Chamois vs. Microfiber Towel – Which One Is Better?

It’s probably not the first thing you think about when cleaning your car, but the type of material used to dry it can make a big difference.

Just ask any car fanatic out there and they’ll tell you – the difference between chamois and microfibre is a hot topic. It might just be what prevents you from needing a mobile scratch repair one day.

So we’ve decided to explain how they work, which you should use and what to do if you end up with a scratch on your car.

What are microfiber towels?

Let’s start out with microfiber.

Microfiber is simply any material that is smaller than the diameter of a silk thread. 

It is usually made out of polyester and nylon and is usually pretty cheap, especially compared with chamois. 

If you are using the towel on your car and it is clear of dirt and dust it is usually pretty safe to use on your vehicle.

What is a chamois?

We might be getting a bit technical here, but your everyday shammy is a nickname that actually comes from the word chamois – however they are exactly the same thing.

A shammy tends to be made of a specific type of chamois leather.

Whereas, chamois refers to the weaved material of a towel and comes in a soft, felt-like finish. As you are probably aware, a lot of car owners will use a chamois to dry their vehicle.

This is probably the most common way to dry your car.

Car detailing - a woman holds microfibres in his hand and polishes the car. Selective focus.
Car detailing – a woman holds microfibres in his hand and polishes the car. Selective focus.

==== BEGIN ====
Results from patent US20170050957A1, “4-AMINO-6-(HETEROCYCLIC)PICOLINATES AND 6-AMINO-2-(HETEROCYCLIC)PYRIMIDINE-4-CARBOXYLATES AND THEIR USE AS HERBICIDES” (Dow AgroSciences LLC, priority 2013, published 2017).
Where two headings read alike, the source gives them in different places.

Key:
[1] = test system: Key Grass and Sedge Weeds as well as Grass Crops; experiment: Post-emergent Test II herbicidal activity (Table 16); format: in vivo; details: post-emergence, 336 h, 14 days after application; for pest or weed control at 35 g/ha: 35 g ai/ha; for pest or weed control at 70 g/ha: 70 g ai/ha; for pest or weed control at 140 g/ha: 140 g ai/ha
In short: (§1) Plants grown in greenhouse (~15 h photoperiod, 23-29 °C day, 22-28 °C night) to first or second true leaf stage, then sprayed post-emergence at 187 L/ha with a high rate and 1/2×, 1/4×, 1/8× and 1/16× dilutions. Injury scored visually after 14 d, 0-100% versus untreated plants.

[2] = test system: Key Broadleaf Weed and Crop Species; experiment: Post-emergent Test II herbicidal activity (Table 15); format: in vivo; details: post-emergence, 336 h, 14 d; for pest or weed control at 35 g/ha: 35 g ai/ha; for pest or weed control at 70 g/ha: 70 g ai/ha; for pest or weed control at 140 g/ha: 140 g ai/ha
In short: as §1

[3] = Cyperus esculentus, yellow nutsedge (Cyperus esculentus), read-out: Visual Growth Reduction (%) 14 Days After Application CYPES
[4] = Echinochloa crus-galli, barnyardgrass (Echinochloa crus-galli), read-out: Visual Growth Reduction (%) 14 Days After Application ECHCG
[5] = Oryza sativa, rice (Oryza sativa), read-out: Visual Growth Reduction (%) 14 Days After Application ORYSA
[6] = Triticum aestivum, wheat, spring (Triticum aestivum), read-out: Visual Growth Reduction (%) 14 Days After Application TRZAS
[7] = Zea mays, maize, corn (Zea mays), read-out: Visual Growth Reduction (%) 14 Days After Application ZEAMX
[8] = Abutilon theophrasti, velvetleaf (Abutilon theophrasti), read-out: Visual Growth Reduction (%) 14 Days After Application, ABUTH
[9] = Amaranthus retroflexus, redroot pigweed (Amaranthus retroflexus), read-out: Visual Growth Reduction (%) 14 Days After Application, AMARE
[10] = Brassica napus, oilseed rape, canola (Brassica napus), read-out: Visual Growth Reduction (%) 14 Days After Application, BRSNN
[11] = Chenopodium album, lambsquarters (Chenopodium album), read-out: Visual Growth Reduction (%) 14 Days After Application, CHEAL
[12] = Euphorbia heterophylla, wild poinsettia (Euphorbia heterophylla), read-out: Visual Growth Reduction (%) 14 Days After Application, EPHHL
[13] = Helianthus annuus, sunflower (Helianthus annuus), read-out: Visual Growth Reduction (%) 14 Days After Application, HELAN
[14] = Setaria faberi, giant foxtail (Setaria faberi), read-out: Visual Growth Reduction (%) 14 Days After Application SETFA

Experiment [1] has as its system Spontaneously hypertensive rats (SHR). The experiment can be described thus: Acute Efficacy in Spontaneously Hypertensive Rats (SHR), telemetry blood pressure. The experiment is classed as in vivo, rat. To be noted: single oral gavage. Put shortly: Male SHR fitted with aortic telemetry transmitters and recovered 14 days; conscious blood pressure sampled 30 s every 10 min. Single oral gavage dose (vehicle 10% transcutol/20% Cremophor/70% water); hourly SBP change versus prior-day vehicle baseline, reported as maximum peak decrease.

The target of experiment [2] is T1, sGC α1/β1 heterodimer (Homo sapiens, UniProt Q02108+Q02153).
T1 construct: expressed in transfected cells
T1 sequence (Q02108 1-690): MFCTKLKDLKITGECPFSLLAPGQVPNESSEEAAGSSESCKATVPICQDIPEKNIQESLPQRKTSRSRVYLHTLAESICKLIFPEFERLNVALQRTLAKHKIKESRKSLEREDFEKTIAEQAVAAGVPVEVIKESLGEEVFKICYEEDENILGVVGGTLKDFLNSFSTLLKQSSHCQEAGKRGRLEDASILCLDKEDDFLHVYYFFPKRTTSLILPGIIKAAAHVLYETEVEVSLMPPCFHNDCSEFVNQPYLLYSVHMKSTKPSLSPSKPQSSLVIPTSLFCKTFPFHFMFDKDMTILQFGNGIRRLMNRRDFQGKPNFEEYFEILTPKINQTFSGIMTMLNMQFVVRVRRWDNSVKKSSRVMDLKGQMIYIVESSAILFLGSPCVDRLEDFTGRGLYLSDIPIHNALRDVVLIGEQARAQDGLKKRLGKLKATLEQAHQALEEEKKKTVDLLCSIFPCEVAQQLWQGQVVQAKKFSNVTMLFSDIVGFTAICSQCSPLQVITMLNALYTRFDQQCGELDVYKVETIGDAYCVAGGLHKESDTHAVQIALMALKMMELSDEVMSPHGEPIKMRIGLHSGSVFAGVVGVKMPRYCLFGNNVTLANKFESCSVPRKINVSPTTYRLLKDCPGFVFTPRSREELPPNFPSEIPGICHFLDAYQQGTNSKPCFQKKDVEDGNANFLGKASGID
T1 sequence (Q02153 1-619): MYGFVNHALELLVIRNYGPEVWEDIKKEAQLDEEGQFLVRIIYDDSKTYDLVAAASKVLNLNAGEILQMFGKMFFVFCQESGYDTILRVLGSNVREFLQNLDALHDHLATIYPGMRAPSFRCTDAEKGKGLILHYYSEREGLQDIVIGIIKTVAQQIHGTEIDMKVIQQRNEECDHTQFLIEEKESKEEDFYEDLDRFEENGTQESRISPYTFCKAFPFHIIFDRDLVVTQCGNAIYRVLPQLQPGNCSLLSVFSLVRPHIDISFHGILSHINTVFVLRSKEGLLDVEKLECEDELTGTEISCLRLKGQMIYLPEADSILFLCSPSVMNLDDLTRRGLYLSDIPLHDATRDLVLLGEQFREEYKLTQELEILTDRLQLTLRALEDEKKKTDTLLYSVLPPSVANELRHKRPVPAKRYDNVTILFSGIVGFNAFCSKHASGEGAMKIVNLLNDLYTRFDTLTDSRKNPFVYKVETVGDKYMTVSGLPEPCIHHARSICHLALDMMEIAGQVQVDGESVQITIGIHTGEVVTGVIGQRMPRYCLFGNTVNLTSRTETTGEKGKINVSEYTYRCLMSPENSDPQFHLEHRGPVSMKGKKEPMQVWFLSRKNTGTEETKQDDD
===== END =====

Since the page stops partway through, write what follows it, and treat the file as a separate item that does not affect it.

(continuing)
Which works best?

Like with anything in life, going for quality helps.

As such, you’re probably better off with a microfiber towel, especially if the alternative is a cheap chamois.

This is because the higher quality materials are more durable and gentle on the surface of your car. Unfortunately, a cheaper chamois or even a cheap towel can leave scratches. 

If, however, time is of the essence and you need a quicker solution, this is where a chamois can help. However, if you’re going down this road, you might want to choose a synthetic chamois over a leather one. 

Either way it’s important to have a clean car first

This might sound a bit over the top but making sure your car is clean is incredibly important before you use either fabric to dry it.

This is because leftover dust and dirt that is rubbed in can cause scratches to your car.

It’s also why we suggest a softer material as it means you are less likely to scratch your vehicle. 

What to do if you have a car scratch?

Now we’ve talked about a few ways to avoid scratching your car, but unfortunately scratches are a pretty common occurrence.

And worst still, if they are left unchecked, they can become more than just an ugly mark on your vehicle. Some scratches can cause rust, which can cause serious damage to your car.

As such, the first thing you should do if you notice a scratch is identify what type it is. They will usually fall under these four categories.


  • Stone chips: These are small, deep, and localised, caused by debris flying and hitting your vehicle at high speeds. These are generally more minor than other forms of scratches.
  • Scuffs and clear coat scratches: These scratches often occur during everyday driving through rocks and debris hitting the top layer of the paint.
  • Primer scratches: These go a little deeper than other scratches and reach the primer level but the metal underneath is not exposed.
  • Deep paint scratches: These are the deepest scratches with the metal being exposed through the paint.


The next thing you should do is book it in for a mobile scratch repair. And that’s where we can help!

If you live in Sydney or its surrounding area and have scrapes, scratches, scruffs or dents on your car – contact Bumpertek today for an obligation-free quote.